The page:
I was visiting my mother when I heard a familiar voice coming from the television. I looked up, and that's when I saw the familiar expressive hands and the familiar sometimes expressive hair as it blows in the wind and reveals a bald spot.
It was Fox TV's cable news, giving President Donald J. Trump free uninterrupted advertising time even as he turned the White House Rose Garden into the site of a poorly planned and eye-rolling 63-minute campaign speech.
He rambled in more directions than his hair often does and left reporters likely wondering what on earth just happened. But mostly Trump sought to paint a horrific picture of presidential hopeful Joe Biden--a Democrat who, according to Trump, would get rid of your house's picture window and your church's stained-glass window.
Trump opined about everything from the millions of lives he contends his administration's anti-coronavirus efforts have saved to the horrors he wants Americans to believe await us if Biden wins in November. According to Trump, Biden's plan to reduce carbon emissions "basically means no windows" and a Barack Obama-era housing rule would "abolish the suburbs."
If a life without windows and mostly white suburbs doesn't scare you, I don't know what will. On second thought, I suppose the more than 133,000 lives the coronavirus has already claimed in the United States might frighten some people, especially if they fear being among the next 133,000 victims.
And when it comes to African Americans, it appears they have much to fear, whether they're watching birds in a city park or getting the death penalty for using a $20 counterfeit bill.
Some have questioned the president's use of the Rose Garden for a campaign speech. But let's think about the choice from his point of view.
Had he given that speech in New Hampshire last weekend, he'd have had to worry about Tropical Storm Fay, not to mention an even bigger problem: crowd size. The last thing Trump wanted was another poor turnout as he had in Tulsa recently. But at the Rose Garden, he had a captive audience of socially distanced reporters. Yes, I know he hates most reporters, but they tend to be a fairly respectful bunch and not shout, boo or even applaud during a speech. (Sometimes they do ask questions, chuckle and roll their eyes, though.)
Perhaps Trump also didn't think it was worth angering more Native Americans over a second Mount Rushmore rally either. It's not as if he could in good conscience tell any Native American protesters to go back home, to their s*hole countries. You see, in 1980, the U.S. Supreme Court ruled that the United States had illegally taken the Black Hills land from the Lakota tribe.
Trump isn't known for sympathizing with oppressed minorities, though. So perhaps it's more likely that his conscience began bothering him about the coronavirus. (Just like reporters, readers can roll their eyes, too. This might even be a good time for that.)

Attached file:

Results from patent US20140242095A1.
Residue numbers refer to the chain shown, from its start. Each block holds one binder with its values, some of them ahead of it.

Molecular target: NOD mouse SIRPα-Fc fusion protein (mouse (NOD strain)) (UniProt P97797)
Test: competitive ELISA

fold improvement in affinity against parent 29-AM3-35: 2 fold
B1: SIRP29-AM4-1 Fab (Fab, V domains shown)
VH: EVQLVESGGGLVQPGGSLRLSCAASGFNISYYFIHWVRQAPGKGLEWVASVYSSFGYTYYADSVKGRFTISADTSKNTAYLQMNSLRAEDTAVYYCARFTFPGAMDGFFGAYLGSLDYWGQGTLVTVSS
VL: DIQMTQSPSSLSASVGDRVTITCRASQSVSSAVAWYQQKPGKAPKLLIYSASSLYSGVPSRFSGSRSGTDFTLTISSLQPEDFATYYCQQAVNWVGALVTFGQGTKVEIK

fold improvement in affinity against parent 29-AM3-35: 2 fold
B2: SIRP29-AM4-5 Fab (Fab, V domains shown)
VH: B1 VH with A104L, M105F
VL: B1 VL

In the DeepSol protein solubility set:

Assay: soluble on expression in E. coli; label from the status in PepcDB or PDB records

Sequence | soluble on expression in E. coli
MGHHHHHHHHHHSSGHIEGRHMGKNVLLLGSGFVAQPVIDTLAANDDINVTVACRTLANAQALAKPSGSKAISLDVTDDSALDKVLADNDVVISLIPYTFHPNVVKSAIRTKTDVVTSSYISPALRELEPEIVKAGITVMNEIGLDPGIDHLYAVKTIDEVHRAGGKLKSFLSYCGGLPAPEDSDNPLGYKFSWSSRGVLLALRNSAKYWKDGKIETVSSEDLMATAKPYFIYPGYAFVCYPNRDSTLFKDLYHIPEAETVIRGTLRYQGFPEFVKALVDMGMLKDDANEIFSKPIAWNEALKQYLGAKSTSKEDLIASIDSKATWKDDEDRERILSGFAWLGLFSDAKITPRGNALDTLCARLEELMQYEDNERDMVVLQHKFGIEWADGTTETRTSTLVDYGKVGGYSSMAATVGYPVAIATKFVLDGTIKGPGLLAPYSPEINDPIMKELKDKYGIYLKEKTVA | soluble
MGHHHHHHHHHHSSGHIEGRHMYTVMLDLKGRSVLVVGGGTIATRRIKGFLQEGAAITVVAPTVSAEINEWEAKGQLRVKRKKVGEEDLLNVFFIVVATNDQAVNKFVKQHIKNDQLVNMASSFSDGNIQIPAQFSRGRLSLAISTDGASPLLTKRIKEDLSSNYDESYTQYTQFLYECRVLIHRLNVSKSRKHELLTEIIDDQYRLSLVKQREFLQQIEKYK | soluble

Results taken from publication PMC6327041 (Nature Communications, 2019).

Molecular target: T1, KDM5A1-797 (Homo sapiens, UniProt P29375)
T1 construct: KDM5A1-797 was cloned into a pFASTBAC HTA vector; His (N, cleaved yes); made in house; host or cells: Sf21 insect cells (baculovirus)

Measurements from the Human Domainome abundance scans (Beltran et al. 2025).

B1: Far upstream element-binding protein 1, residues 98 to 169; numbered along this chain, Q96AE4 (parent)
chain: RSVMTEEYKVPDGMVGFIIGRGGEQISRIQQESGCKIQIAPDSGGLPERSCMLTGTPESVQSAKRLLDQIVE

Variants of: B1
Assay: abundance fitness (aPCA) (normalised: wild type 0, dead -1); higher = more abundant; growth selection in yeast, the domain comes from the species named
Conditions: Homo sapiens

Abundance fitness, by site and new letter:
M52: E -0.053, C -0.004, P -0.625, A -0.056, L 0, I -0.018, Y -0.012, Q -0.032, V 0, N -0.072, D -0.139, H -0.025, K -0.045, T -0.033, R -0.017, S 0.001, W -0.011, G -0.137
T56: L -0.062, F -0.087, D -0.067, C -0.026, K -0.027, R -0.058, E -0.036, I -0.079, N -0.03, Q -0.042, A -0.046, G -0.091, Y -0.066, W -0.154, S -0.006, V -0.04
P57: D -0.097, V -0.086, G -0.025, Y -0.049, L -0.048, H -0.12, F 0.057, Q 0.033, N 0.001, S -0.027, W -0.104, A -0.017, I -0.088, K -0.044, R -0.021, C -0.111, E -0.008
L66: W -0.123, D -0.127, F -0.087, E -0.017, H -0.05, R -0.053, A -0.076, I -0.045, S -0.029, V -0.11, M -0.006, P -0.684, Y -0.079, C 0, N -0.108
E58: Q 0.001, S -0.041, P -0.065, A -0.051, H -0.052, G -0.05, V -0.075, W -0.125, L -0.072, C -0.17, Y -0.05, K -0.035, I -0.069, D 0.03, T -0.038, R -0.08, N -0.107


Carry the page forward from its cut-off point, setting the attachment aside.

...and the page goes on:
The question is whether Trump would have been responsible morally if not legally if thousands of his own supporters, police officers on duty, and protesting Native Americans had turned out for another rally and had exposed each other to the deadly virus. You'll recall that neither masks nor social distancing were required at the first Mount Rushmore rally.
That would be bad, very bad, if all those Trump voters with red and white MAGA caps got sick, and especially if they died before election day. Don't for a minute think that idea hasn't crossed Trump's mind. But he probably suspects the reverse is more likely: that more Biden supporters have died.
We've known for a while that Latino and African American residents of the United States are more likely to contract the coronavirus than whites are. Further, on July 5, The New York Times reported that Blacks and Latinos are three times as likely to get the virus as whites are and that Blacks and Latinos have been nearly twice as likely to die from the virus as white Americans.
The Times article is based on data it obtained after it sued the Centers for Disease Control and Prevention for the information.
I've not done a survey but am confident Trump is not popular in the Latino or African American voting groups.
The question then becomes: Did the knowledge that whites trailed in getting the virus drive Trump's dismissive attitude toward the pandemic and his urge to hasten the reopening of America? I don't know. I hope not. But I'd feel much better about our country if I thought there was no chance that race helped drive Trump's lack of concern about the virus.
Instead of setting a proper example, the president has scoffed at masks and rarely worn one in public, even though people physically close to him are repeatedly tested. He's even pushing for public schools to reopen for the fall semester.
Keep in mind that these are places we send our children to learn and play. There was a time that the biggest danger these children faced was a tornado hitting their school. Then came the danger of assault weapons and mass shootings at schools. And now there's the coronavirus. How much more will we tolerate?
We already provide our children with tornado and active-shooter drills at school. Will we now train kindergarteners not to touch, much less hug each other, and teachers to stay six feet from students--even a crying first-grader needing individual help? Will we teach students to count on the deaths of some of their teachers? Will we encourage our children to wear masks or teach them to fear conspiracy theories?
Or will we take advice from a bipartisan panel of physicians and teachers and do what's safest for our children, teachers and other school staff even if that's online classes for a time? One thing is sure: The more we resist the virus now, the sooner it will leave us, our children and the economy alone.
Debra Hale-Shelton can be reached at email@example.com. Follow her on Twitter at @nottalking.